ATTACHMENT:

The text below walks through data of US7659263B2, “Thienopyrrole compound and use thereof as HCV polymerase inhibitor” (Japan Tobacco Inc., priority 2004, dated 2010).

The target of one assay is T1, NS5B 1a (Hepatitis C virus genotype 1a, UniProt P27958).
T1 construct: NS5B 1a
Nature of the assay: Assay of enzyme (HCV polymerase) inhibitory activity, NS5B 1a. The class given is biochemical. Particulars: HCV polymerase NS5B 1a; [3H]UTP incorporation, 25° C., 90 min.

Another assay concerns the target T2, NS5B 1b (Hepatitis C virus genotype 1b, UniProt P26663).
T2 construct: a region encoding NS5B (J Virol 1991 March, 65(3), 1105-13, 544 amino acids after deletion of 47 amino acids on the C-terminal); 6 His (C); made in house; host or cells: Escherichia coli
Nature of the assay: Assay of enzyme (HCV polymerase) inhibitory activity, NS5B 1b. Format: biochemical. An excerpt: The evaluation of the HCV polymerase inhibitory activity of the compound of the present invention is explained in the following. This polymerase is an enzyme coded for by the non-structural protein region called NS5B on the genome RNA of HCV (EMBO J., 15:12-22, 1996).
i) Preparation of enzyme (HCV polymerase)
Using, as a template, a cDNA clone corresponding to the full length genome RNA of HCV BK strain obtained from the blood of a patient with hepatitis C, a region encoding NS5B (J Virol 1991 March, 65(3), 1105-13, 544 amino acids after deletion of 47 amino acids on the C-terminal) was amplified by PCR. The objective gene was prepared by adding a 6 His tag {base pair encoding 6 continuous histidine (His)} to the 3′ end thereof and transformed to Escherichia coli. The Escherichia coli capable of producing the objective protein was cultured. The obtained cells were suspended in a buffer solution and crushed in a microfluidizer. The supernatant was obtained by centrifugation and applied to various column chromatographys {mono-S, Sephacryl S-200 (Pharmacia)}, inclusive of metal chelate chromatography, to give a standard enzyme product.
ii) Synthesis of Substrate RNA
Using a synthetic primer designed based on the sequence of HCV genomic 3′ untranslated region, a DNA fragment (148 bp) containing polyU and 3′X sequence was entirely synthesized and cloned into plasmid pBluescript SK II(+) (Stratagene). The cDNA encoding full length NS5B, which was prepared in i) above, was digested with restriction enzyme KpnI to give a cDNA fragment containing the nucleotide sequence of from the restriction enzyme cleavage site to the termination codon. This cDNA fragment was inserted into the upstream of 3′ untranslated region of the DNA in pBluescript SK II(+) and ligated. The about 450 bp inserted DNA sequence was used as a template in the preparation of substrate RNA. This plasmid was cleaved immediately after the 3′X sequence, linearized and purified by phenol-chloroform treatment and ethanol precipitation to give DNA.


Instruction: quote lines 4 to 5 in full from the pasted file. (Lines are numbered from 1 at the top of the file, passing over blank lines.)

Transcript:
Nature of the assay: Assay of enzyme (HCV polymerase) inhibitory activity, NS5B 1a. The class given is biochemical. Particulars: HCV polymerase NS5B 1a; [3H]UTP incorporation, 25° C., 90 min.

Another assay concerns the target T2, NS5B 1b (Hepatitis C virus genotype 1b, UniProt P26663).